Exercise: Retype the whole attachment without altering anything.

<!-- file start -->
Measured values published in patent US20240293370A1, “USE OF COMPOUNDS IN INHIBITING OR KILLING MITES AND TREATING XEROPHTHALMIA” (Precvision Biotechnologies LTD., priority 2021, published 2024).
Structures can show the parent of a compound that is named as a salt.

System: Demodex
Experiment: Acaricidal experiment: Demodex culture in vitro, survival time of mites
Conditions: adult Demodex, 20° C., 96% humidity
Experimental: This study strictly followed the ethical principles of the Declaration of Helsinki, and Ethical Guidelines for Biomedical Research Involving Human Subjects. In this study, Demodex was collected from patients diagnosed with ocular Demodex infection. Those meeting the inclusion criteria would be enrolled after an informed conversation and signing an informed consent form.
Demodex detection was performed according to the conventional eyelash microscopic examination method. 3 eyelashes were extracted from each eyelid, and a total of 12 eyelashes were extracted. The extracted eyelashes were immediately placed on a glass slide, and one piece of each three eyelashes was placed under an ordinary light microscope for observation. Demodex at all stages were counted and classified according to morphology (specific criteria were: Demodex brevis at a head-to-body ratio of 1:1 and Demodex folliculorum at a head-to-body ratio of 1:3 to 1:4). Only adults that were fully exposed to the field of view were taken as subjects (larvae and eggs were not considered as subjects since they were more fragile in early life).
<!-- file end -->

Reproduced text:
Measured values published in patent US20240293370A1, “USE OF COMPOUNDS IN INHIBITING OR KILLING MITES AND TREATING XEROPHTHALMIA” (Precvision Biotechnologies LTD., priority 2021, published 2024).
Structures can show the parent of a compound that is named as a salt.

System: Demodex
Experiment: Acaricidal experiment: Demodex culture in vitro, survival time of mites
Conditions: adult Demodex, 20° C., 96% humidity
Experimental: This study strictly followed the ethical principles of the Declaration of Helsinki, and Ethical Guidelines for Biomedical Research Involving Human Subjects. In this study, Demodex was collected from patients diagnosed with ocular Demodex infection. Those meeting the inclusion criteria would be enrolled after an informed conversation and signing an informed consent form.
Demodex detection was performed according to the conventional eyelash microscopic examination method. 3 eyelashes were extracted from each eyelid, and a total of 12 eyelashes were extracted. The extracted eyelashes were immediately placed on a glass slide, and one piece of each three eyelashes was placed under an ordinary light microscope for observation. Demodex at all stages were counted and classified according to morphology (specific criteria were: Demodex brevis at a head-to-body ratio of 1:1 and Demodex folliculorum at a head-to-body ratio of 1:3 to 1:4). Only adults that were fully exposed to the field of view were taken as subjects (larvae and eggs were not considered as subjects since they were more fragile in early life).